• The amount of time it will take to prepare your application. Some visa applications take longer to prepare than others. You can check how much your agent might charge you in the list of fees in the Agent fee data table below.
    • The level of service you need.
    • If you need extra help or have complex circumstances. For example your agent might charge more if you have dependants on your application (such as children).
    • The experience and qualifications of your agent. If your agent is a lawyer or has many years of experience, their fees might be higher. If your agent’s fees seem too high, discuss this with them before signing a contract.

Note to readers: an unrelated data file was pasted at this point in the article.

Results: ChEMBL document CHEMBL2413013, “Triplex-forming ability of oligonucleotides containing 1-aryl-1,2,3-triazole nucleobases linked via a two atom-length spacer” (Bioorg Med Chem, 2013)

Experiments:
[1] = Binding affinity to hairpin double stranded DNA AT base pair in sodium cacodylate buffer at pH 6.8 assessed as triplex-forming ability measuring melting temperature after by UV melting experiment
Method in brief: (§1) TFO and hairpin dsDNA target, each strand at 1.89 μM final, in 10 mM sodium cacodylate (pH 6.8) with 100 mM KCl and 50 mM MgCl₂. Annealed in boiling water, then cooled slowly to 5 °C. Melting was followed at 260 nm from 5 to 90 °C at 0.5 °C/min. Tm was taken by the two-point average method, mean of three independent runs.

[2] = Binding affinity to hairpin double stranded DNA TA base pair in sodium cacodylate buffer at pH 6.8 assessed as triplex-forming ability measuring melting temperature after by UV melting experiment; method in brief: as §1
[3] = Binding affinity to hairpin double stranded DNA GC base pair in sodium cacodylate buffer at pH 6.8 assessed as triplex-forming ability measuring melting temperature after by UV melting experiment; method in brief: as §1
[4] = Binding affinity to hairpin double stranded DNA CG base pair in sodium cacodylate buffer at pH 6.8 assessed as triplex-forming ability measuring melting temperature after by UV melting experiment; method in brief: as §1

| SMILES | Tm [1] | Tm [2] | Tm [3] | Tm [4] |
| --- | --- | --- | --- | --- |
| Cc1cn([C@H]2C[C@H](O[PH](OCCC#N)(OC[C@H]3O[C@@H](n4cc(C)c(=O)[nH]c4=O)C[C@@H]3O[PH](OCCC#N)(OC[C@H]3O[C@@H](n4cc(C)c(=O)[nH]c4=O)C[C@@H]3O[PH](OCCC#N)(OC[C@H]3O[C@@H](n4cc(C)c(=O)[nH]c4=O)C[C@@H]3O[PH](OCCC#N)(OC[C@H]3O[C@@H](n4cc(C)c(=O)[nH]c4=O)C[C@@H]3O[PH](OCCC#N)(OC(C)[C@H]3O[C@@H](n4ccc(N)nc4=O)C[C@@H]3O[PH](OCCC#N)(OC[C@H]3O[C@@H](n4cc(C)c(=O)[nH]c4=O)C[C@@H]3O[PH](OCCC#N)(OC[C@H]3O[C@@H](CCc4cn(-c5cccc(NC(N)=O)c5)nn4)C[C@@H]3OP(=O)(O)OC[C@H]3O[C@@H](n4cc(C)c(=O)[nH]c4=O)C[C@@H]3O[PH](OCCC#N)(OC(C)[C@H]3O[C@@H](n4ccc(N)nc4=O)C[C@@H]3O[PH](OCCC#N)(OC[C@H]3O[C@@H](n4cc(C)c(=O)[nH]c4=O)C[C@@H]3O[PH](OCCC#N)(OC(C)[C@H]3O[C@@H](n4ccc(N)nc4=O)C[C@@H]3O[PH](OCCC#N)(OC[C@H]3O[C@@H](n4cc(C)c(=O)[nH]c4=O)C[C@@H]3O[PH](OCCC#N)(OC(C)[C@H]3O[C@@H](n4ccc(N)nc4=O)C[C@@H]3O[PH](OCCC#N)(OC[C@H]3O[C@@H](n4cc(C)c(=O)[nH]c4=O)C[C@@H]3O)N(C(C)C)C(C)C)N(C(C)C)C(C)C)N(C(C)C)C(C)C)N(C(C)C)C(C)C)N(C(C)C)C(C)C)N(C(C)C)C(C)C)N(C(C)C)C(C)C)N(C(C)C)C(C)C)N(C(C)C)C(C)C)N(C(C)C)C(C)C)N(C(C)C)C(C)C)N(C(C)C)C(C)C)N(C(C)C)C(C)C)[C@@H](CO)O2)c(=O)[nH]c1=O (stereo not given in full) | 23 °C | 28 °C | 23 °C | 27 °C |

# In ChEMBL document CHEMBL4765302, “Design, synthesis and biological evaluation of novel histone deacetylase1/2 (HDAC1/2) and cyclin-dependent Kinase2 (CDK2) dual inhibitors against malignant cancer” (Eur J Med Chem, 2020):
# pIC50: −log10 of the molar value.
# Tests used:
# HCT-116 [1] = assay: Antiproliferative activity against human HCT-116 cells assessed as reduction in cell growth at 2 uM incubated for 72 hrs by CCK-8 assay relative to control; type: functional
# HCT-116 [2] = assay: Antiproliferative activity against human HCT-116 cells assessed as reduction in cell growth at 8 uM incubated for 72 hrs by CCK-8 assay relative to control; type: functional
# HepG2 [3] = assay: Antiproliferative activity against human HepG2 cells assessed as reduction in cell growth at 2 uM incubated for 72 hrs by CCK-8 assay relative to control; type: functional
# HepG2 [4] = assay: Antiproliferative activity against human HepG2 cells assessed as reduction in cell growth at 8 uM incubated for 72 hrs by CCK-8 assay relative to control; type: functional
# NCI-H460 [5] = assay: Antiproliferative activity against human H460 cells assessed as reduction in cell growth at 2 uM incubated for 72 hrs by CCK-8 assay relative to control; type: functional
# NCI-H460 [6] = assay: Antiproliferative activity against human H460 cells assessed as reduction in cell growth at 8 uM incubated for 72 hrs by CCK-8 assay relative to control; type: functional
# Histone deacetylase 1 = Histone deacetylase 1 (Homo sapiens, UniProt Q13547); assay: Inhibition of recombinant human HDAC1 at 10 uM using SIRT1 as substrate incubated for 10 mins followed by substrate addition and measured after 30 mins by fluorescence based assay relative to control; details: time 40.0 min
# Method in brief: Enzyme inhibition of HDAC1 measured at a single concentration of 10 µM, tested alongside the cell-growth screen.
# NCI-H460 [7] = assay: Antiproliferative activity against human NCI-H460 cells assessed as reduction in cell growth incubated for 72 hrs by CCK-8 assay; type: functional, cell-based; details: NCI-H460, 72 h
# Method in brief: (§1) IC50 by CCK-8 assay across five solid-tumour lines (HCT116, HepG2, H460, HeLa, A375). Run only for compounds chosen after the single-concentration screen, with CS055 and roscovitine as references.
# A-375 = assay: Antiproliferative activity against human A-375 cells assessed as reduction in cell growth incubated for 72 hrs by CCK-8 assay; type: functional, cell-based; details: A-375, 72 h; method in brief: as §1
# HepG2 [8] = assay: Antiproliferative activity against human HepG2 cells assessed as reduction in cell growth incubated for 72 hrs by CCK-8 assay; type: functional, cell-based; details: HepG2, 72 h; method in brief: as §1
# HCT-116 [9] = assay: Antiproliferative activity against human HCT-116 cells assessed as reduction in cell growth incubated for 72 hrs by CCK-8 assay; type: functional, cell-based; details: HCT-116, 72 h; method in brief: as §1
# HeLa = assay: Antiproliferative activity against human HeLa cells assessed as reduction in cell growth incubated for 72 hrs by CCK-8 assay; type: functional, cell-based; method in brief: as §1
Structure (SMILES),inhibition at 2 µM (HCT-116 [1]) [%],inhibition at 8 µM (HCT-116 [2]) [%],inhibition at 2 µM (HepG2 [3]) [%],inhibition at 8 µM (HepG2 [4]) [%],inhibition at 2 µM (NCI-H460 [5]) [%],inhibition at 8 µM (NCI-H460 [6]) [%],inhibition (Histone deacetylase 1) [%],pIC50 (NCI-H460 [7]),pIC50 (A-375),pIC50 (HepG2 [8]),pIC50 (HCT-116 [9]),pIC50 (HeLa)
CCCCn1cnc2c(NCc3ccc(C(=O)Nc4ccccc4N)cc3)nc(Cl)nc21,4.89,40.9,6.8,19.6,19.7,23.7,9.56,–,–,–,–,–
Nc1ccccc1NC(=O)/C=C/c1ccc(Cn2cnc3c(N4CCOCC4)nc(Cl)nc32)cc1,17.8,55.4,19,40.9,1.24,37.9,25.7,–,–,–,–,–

Consider talking to a few agents about their service and fees, before you choose one and sign a written contract with them.
     

    Agent fee data

    Every year, agents give the Office of the Migration Agents Registration Authority information about the average fees they charge.

    This table represents the range of fees charged by registered migration agents for the period 1 January to       31 December 2015. It gives you an idea of how much you might pay an agent to help with your visa.

     

    Agent fee data - 1 January to 31 December 2015 

     Temporary visa services

     Bridging visa
     Business (visitor)
     Graduate - Skilled
     Other temporary resident
     Other visitor
     Student
     Student Guardian
     Temporary Graduate
     Temporary Non-business
     Temporary Work Skilled (457)